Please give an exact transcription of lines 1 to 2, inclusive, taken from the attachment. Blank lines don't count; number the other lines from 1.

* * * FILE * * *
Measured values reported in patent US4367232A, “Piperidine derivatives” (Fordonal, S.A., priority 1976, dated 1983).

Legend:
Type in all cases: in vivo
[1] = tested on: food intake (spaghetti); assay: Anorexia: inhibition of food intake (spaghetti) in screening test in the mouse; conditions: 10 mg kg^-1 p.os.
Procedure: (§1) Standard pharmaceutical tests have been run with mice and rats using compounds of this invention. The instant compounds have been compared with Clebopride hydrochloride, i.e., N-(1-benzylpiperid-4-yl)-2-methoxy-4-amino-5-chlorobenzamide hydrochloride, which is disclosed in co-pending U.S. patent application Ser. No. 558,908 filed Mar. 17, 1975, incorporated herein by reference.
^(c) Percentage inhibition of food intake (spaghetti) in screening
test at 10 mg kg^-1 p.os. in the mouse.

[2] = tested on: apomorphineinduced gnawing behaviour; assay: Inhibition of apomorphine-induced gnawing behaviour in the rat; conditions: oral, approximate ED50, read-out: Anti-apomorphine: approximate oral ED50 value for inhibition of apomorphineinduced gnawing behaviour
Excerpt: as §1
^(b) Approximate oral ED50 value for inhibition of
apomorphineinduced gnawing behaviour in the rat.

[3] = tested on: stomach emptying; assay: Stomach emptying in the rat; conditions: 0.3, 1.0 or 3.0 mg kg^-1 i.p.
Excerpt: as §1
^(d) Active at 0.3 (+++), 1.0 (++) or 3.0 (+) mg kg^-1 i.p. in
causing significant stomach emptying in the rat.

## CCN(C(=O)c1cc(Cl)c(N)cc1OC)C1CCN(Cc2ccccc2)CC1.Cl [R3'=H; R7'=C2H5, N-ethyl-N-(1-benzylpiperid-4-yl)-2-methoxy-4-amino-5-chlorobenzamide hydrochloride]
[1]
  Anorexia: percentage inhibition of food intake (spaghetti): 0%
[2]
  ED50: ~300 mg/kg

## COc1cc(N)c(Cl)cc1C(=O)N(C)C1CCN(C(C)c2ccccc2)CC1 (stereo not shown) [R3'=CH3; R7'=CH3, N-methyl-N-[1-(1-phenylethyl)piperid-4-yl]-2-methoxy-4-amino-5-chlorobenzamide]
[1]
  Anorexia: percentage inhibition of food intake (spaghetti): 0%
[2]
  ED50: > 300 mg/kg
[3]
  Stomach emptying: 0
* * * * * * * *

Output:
Measured values reported in patent US4367232A, “Piperidine derivatives” (Fordonal, S.A., priority 1976, dated 1983).

Legend: